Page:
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This works in most cases but most DIY-ers are not prepared to deal with these types of installation issues and this can cause expensive equipment damage and reek havoc on equipment like boilers.And of course there is the whole debate about how the thermostat learns your habits so you don’t need to program it, this is a conversation for another post, but one has only to delve into how occupancy sensors work to realize this is probably better in theory than in practice.Hint, ( he clams to have invented the internet, and is all about convenient, I mean, inconvenient truths).Now for the Good, the Bad, and the Ugly: GOOD: Cost is the almighty force that drives a good, better, and best offering, whether in cars or televisions, or universities or hair salons, and economics will prevail in the selection of a thermostat — unless there is a greater tax or rebate incentive offered, or it becomes mandatory ( as in the government makes you, wonder which savvy investor will make billions off of little round thermostats if this happens) for a smart device to link energy information from each residence to the utilities for grid management.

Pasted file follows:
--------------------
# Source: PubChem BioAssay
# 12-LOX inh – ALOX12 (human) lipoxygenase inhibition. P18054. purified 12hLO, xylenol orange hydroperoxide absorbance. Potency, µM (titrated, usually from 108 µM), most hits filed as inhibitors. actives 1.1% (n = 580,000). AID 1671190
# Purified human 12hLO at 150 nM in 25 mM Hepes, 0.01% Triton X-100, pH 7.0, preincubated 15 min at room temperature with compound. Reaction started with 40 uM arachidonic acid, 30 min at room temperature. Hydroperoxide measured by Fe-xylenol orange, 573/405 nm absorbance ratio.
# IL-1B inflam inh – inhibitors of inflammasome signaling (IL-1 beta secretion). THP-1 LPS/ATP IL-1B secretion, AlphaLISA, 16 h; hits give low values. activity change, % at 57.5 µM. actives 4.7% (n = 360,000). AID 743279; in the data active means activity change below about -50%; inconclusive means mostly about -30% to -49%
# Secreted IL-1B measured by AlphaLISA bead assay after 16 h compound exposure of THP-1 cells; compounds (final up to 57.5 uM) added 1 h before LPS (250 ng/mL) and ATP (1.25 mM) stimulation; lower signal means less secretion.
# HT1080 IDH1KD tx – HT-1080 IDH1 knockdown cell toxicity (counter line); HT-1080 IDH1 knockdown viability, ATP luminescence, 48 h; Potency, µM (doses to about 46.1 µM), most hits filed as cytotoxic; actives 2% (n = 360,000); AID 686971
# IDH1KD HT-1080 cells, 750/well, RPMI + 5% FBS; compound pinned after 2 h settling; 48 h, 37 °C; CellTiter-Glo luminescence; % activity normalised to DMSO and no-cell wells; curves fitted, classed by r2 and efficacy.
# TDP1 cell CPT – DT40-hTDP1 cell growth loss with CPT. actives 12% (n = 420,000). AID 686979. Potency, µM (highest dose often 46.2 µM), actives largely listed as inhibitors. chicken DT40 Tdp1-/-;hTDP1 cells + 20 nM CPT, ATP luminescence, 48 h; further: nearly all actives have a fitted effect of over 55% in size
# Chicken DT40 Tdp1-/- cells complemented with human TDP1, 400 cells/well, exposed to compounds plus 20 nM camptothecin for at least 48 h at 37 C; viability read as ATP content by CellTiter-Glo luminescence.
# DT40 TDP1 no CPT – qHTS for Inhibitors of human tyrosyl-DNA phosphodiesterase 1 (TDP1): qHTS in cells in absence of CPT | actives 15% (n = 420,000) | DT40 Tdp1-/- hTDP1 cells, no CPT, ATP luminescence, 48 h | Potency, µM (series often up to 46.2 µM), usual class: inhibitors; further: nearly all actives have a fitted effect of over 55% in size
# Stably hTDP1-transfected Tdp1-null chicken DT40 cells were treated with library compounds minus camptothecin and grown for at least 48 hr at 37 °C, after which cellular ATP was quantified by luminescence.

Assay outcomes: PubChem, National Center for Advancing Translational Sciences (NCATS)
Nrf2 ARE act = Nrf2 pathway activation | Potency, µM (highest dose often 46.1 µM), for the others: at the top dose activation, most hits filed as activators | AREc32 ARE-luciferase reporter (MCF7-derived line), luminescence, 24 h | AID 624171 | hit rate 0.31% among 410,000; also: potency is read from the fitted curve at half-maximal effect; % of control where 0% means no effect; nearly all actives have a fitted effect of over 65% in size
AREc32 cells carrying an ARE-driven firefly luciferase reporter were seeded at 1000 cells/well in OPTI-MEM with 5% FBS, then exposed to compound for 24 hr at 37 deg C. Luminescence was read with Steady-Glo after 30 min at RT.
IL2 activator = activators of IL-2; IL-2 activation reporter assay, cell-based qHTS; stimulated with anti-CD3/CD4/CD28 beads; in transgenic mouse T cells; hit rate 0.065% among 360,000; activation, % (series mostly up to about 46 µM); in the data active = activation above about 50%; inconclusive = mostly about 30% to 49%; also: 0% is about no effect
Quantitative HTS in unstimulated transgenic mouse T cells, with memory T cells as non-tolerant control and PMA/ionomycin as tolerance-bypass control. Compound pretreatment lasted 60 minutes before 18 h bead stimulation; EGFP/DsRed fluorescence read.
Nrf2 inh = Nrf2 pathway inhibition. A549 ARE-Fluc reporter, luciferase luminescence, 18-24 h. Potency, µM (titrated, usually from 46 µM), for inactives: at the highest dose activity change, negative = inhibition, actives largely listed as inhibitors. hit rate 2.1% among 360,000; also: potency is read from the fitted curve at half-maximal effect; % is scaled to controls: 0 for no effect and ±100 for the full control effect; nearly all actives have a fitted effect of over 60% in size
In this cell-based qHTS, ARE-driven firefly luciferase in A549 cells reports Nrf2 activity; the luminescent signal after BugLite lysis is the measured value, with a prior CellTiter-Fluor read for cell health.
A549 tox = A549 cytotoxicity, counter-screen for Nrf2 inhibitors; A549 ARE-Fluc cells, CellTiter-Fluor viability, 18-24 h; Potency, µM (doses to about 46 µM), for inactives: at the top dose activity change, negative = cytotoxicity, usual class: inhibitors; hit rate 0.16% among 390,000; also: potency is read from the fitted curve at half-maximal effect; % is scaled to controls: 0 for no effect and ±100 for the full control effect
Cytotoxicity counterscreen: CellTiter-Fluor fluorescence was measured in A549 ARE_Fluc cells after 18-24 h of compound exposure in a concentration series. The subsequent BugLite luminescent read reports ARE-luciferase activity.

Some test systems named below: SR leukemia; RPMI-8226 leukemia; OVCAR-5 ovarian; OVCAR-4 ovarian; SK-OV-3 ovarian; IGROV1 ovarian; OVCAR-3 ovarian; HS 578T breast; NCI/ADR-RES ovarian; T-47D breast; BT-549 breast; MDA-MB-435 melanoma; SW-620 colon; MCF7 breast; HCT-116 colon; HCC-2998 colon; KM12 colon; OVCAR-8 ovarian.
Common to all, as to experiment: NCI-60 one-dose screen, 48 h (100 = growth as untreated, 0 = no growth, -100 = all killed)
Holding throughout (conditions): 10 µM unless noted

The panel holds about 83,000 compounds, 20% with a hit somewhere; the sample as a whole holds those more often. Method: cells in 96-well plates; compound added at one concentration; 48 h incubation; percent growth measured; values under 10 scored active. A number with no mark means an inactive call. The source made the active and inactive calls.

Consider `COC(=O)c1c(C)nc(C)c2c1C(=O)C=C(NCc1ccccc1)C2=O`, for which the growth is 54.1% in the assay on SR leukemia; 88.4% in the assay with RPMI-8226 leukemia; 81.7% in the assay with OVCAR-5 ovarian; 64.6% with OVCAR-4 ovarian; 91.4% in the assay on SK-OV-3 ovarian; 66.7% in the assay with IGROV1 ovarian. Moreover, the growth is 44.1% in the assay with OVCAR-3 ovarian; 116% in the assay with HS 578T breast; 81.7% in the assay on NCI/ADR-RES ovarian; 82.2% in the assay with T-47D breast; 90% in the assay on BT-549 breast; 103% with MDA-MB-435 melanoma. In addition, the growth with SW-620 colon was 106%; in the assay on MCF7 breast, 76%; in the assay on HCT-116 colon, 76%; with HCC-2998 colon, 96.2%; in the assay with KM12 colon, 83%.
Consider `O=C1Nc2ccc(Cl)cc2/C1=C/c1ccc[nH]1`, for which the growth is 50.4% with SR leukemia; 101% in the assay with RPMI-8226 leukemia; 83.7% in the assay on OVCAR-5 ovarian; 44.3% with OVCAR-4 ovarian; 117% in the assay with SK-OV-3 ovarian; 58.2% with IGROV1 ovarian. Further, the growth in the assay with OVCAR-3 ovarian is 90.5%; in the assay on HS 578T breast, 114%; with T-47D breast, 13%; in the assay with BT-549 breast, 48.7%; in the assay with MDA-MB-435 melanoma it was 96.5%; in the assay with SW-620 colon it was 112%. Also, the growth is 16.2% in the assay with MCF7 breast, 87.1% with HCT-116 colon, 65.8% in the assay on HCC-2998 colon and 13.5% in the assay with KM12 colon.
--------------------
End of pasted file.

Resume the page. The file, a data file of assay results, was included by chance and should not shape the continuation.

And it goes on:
Instead of a full blown power supply the Nest powers their stat with a power stealing scheme that takes power from the unit.
So hire some long haired social marketing media types and get in the game. BAD: Initially, I thought Honeywell would be much better off spending their patent infringement lawsuit money on R&D, but after witnessing such a swift and successful deployment to the Do-it-Yourself (DIY) market: Nest is now being sold at the 363 Apple Shops nationwide, and has a serious installation partner with Service Experts with their 110 locations across the US, along with Best Buy and Lowes, I am not sure what they should do. Nest is a serious competitor, and now that Nest has called Honeywell a troll, Nest needs to be taken very seriously.